How Does The Narrator Feel About Jennie?

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Charlotte Perkins Gilman, the creator, considers Jennie to be a genuine individual. She also likes her character and frequently thinks about her talents and abilities. The narrator feels sorry for the person named Jennie. She fell into despair and is now being controlled by her husband and brother.

Although the woman initially frightened the narrator, he later developed a sense of empathy for her. At first, Gilman wanted to liberate Jennie. The narrator sees the figure in the wallpaper as being identical to herself and Jennie. He spent a long time staring at it with the female figure on it.

To begin with, the narrator is very interested in the lady he receives; she discovers it in the background. She begins to look at the wallpaper more closely as soon as she detects this “lady.”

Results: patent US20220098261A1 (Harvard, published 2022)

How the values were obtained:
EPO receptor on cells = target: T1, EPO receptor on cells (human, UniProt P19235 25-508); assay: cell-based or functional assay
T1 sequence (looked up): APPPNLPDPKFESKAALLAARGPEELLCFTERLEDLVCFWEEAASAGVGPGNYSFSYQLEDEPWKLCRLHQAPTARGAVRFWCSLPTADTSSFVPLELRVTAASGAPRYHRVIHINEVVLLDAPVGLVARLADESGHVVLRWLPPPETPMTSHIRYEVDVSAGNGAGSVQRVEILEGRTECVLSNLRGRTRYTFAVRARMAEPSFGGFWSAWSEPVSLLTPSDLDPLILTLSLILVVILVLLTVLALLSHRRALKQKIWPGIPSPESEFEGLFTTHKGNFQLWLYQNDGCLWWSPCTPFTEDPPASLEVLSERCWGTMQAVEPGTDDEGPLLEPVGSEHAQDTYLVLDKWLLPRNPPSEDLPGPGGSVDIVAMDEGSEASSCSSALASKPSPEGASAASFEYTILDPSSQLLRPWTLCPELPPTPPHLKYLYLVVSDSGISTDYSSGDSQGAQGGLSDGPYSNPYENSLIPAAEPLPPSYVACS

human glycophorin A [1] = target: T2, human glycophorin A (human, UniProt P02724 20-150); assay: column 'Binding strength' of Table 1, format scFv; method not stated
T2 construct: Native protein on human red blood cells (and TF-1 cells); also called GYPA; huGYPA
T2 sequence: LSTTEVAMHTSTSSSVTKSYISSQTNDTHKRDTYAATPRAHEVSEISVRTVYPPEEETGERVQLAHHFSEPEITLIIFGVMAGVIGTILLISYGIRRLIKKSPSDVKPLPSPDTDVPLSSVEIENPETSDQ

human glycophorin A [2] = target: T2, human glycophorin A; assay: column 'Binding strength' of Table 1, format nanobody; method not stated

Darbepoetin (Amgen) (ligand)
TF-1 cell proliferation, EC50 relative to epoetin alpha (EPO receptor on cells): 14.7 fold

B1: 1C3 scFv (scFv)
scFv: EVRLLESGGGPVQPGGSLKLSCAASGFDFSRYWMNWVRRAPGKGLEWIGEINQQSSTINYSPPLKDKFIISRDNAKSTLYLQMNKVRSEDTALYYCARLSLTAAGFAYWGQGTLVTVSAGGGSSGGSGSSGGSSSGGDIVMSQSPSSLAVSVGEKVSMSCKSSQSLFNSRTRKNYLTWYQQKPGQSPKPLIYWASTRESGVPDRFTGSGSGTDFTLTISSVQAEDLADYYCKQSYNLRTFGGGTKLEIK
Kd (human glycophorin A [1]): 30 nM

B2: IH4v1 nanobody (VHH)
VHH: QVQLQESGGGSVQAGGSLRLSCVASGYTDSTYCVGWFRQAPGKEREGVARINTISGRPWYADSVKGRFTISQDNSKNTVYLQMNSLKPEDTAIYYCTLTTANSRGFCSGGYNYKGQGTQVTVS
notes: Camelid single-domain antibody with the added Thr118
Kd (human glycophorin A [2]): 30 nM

It’s clear now that she’s having a genuine mental breakdown. Her mental condition deteriorates, which is sad. Furthermore, she becomes annoyed and furious with the woman in the wallpaper. She needs to know why the woman is in such a position and how to get out of it so that she can understand why she should be there.

When the teller focuses on the woman, she becomes more visible. However, when others gather around the storyteller, she fades away. Finally, ripping down the yellow wallpaper is one way for the tale teller to try to set free the lady. When she refuses to appear, enraged yells erupt from her mouth. As a result of these connections, the job of telling stories in public view is comparable to that of post-partum anxiety disorder.

The narrator’s words indicate that she has a soft spot for Jennie, and since she is writing only for her own eyes, the reader accepts what she says. The narrator muses on Jennie’s excellent housekeeping abilities and her contentment with her job, eventually determining that she shouldn’t expect Jennie to appreciate her preference for writing.

She thinks it hilarious that Jennie believes writing makes her ill. For the time being, the narrator can confidently deny this notion even though both Jennie and John think her writing is harmful to her health.